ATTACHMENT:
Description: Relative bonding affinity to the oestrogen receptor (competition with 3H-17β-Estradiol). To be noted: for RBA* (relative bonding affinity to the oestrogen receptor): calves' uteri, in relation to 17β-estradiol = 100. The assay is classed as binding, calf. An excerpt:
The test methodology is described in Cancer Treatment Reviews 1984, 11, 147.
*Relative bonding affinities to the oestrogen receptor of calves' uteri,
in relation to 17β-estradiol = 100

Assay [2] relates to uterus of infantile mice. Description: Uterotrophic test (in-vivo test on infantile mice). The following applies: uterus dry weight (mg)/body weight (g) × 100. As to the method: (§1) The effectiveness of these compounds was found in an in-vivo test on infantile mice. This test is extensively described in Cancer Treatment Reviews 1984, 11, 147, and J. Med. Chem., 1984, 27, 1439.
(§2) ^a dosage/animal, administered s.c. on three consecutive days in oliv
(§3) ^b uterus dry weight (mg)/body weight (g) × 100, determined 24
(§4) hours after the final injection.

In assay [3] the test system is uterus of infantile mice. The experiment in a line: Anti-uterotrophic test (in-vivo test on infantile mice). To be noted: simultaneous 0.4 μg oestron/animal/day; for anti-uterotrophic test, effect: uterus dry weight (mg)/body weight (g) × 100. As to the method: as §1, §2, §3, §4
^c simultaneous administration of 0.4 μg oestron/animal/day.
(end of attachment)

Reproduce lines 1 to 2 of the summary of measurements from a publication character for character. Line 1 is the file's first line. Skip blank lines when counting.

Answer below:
Description: Relative bonding affinity to the oestrogen receptor (competition with 3H-17β-Estradiol). To be noted: for RBA* (relative bonding affinity to the oestrogen receptor): calves' uteri, in relation to 17β-estradiol = 100. The assay is classed as binding, calf. An excerpt:
The test methodology is described in Cancer Treatment Reviews 1984, 11, 147.